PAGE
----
Cannabinoids can be agonists, inverse agonists or inhibitors. The agonists simply stimulate a bodily function once they adhere to their respective receptors. Inverse agonists associate themselves with the same receptors as agonists, while causing a chemical reaction opposite to the ones caused by agonists. Inhibitors simply stop a chemical reaction or response once bound to their receptors.
Whether the drug and non-drug, cultivated and wild types of Cannabis constitute a single, highly variable species, or the genus is polytypic with more than one species, has been a subject of debate for well over two centuries. This is a contentious issue because there is no universally accepted definition of a species. One widely applied criterion for species recognition is that species are "groups of actually or potentially interbreeding natural populations which are reproductively isolated from other such groups." Populations that are physiologically capable of interbreeding, but morphologically or genetically divergent and isolated by geography or ecology, are sometimes considered to be separate species. Physiological barriers to reproduction are not known to occur within Cannabis, and plants from widely divergent sources are interfertile. However, physical barriers to gene exchange (such as the Himalayan mountain range) might have enabled Cannabis gene pools to diverge before the onset of human intervention, resulting in speciation. It remains controversial whether sufficient morphological and genetic divergence occurs within the genus as a result of geographical or ecological isolation to justify recognition of more than one species.
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Beth Moore is the founder of Living Proof Ministries and the author of numerous bestselling books and Bible Studies, including Praying God’s Word, Believing God, and Audacious. For more than 20 years, her mission has been to reach and teach women how to live a life of love and trust in God's Word. Her most recent study, The Quest, takes women on a Scripture-filled journey into deeper intimacy with our loving God.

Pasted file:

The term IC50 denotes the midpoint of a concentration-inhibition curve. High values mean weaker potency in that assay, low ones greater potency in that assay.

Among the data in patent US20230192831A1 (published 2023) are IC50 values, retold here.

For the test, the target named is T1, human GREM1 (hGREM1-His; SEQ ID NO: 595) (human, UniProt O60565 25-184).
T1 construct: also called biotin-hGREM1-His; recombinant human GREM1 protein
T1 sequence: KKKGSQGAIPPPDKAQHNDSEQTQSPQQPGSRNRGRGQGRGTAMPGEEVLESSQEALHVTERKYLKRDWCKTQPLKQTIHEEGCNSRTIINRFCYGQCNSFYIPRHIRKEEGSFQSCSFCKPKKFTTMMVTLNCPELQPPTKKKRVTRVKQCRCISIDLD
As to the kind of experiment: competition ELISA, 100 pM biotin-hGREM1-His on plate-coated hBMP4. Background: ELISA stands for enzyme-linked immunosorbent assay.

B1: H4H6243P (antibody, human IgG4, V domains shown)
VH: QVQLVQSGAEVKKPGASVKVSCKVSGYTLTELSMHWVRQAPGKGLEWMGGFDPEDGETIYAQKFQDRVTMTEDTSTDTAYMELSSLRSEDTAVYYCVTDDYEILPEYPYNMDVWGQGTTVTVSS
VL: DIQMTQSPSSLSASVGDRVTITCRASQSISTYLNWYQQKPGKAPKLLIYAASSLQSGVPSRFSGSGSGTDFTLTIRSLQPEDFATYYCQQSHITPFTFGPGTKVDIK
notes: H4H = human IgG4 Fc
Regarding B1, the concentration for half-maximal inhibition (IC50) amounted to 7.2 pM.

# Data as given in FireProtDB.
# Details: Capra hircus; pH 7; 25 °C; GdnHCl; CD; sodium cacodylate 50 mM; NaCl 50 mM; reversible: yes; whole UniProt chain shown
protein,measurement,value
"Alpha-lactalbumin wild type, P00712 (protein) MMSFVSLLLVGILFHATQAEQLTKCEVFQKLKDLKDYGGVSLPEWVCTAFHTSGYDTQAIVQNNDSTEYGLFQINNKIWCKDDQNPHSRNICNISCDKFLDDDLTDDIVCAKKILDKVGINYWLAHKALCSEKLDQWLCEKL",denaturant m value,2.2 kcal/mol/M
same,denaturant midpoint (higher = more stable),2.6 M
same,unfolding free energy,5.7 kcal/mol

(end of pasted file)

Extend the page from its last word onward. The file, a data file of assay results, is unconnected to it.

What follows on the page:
In this report, researchers reviewed 16 previously published studies testing the use of various cannabis-based medicines in the treatment of chronic neuropathic pain and found some evidence that cannabis-based medicines may help with pain relief and reduce pain intensity, sleep difficulties, and psychological distress. Side effects included sleepiness, dizziness, mental confusion. The authors concluded that the potential harm of such medicines may outweigh their possible benefit, however, it should be noted that the studies used a variety of cannabis-based medicines (e.g. inhaled cannabis and sprays and oral tablets containing THC and/or CBD from plant sources or made synthetically), some of which are more likely to result in these side effects than products without THC.